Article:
Our results indicate that the composite samples made with the IL-pretreated OPF fibers possess better properties than those of the untreated composites. For example, we find that the flexural properties of the composite panels were strongly affected by the pretreatment of the OPF particles, i.e., the flexural strength increased from 10MPa for the untreated composite to 12 and 25MPa for the [bmim][Cl]-treated and [emim][OAc]-treated composites, respectively (see Figure 1). These results are important because the flexural properties of lignocellulosic-fiber-based composites are one of their most beneficial engineering properties for many applications (e.g., when biocomposites are used as structural or load-bearing components in the construction and furniture industries).
The results of our thermal stability analysis (see Figure 2) indicate that the peak temperature (which corresponds to the fastest degradation rate) for the untreated composite was 310°C. This increased to 320 and 321.5°C for the [bmim][Cl]-treated and [emim][OAc]-treated composites, respectively. We suggest that the high-solid-loading IL pretreatment caused restructuring of the lignocellulosic particles by changing its chemical composition and thus providing a more accessible surface area for polymer–binder interactions during the thermal molding step.3
In summary, we have investigated the effect of a high-solid-loading IL pretreatment for oil palm frond fibers used in thermoplastic starch composite boards. Our mechanical and thermal analysis results clearly demonstrate that IL-assisted pretreatment is an effective and green approach for the production of cellulose-rich fibers as reinforcements in thermoplastic biopolymers. Although ILs are starting to find their way into a wide variety of industrial applications, several aspects of their use need to be explored further (e.g., their optimized structure, loading, recycling, and co-products).8 Indeed, our future research will be directed toward the screening of optimized ILs for selective removal of hemicellulose or lignin from biomass feedstock, to achieve an efficient reinforcing effect during biocomposite manufacturing. Furthermore, the selection of appropriate pretreatment conditions is of prime importance from environmental and economic perspectives. IL pretreatment of lignocellulosic residues for commercial-scale manufacturing of composite products is only feasible if its advantages outweigh its limitations. In particular, we will therefore explore the critical issues of recycling and re-use of ILs. We also plan to investigate how different biomass/IL ratios, and the use of co-solvents, affect our pretreatment process.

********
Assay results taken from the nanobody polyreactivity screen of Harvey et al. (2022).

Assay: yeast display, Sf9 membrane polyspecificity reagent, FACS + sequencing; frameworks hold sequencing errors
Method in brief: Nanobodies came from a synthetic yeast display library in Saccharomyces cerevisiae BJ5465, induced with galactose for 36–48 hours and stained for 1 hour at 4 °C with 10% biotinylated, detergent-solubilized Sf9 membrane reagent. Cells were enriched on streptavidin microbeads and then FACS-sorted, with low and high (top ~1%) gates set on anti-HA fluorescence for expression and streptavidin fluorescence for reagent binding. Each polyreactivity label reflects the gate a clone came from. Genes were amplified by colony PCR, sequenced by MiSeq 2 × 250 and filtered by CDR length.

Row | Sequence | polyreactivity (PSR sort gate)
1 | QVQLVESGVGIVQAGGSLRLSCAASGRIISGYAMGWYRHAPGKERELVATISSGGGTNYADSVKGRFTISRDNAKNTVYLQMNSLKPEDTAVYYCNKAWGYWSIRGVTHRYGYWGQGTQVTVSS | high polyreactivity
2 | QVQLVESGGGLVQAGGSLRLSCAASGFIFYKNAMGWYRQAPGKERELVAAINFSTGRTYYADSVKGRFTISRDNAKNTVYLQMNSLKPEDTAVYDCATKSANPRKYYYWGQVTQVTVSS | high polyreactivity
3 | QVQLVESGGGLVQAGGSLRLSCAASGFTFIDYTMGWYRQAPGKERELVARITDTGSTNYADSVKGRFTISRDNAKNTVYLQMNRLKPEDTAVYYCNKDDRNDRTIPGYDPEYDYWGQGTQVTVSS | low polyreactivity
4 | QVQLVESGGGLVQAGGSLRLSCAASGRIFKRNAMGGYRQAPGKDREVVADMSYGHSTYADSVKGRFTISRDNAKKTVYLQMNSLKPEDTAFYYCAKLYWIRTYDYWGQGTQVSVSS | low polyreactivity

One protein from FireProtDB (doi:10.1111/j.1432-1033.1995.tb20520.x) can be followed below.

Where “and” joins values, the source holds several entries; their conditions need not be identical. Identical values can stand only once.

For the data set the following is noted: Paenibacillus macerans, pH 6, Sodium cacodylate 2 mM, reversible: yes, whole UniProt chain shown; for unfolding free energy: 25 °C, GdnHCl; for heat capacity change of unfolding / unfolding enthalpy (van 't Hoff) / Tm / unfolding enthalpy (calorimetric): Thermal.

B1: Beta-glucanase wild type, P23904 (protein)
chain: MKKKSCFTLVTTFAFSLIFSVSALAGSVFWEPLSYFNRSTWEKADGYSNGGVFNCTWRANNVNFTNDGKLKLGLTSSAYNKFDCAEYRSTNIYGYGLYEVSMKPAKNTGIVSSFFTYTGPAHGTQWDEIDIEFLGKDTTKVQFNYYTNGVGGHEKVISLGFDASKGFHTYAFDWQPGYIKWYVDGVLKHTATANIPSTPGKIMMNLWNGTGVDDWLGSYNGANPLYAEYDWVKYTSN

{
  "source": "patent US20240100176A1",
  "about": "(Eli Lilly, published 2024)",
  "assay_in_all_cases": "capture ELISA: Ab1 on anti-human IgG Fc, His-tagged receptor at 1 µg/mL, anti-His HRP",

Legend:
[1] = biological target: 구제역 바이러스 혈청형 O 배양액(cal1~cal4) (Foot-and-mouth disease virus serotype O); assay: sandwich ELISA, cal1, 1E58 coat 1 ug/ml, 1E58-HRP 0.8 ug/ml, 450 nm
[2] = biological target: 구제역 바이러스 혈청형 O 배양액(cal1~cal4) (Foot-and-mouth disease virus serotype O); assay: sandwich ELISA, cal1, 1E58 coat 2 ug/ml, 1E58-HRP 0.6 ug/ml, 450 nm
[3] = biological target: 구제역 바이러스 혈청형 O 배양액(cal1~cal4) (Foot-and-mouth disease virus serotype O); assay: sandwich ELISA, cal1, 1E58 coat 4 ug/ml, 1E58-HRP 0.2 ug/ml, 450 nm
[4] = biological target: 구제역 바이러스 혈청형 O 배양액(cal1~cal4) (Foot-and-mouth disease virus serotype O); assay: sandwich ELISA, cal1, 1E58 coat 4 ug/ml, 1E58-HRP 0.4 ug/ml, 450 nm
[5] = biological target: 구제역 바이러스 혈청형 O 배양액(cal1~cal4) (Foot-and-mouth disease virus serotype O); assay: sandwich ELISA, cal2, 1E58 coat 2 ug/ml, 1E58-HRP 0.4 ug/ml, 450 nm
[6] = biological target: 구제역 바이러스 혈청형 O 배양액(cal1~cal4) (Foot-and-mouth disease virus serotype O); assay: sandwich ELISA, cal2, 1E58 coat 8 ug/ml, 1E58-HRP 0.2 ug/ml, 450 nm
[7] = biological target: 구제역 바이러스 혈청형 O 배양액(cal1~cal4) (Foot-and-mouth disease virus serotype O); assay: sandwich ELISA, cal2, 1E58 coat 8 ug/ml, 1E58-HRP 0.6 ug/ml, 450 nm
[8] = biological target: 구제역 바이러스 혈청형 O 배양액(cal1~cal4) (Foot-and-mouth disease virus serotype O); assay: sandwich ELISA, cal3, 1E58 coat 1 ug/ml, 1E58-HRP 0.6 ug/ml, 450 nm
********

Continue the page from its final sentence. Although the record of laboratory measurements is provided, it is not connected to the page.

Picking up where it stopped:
- F. Vilaplana, E. Strömberg and S. Karlsson, Environmental and resource aspects of sustainable biocomposites, Polym. Degrad. Stability 95, pp. 2147-2161, 2010.
- C. Vila, A. R. Campos, C. Cristovão, A. M. Cunha, V. Santos and J. C. Parajó, Sustainable biocomposites based on autohydrolysis of lignocellulosic substrates, Compos. Sci. Technol. 68, pp. 944-952, 2008.
- H. Mahmood, M. Moniruzzaman, S. Yusup and H. M. Akil, Pretreatment of oil palm biomass with ionic liquids: a new approach for fabrication of green composite board, J. Cleaner Prod. 126, pp. 677-685, 2016.
- M. Moniruzzaman and T. Ono, Separation and characterization of cellulose fibers from cypress wood treated with ionic liquid prior to laccase treatment, Bioresource Technol. 127, pp. 132-137, 2013.
- A. S.' A. da Silva, R. S. S. Teixeira, T. Endo, E. P. S. Bon and S.-H. Lee, Continuous pretreatment of sugarcane bagasse at high loading in an ionic liquid using a twin-screw extruder, Green Chem. 15, pp. 1991-2001, 2013.
- H. Mahmood, M. Moniruzzaman, S. Yusup and H. M. Akil, Ionic liquid pretreatment at high solids loading: a clean approach for fabrication of renewable resource based particulate composites, Polym. Compos., 2016.
- H. Ibrahim, M. Farag, H. Megahed and S. Mehanny, Characteristics of starch-based biodegradable composites reinforced with date palm and flax fibers, Carbohyd. Polym. 101, pp. 11-19, 2014.
- D. Klein-Marcuschamer, B. A. Simmons and H. W. Blanch, Techno-economic analysis of a lignocellulosic ethanol biorefinery with ionic liquid pre-treatment, Biofuels Bioprod. Biorefin. 5, pp. 562-569, 2011.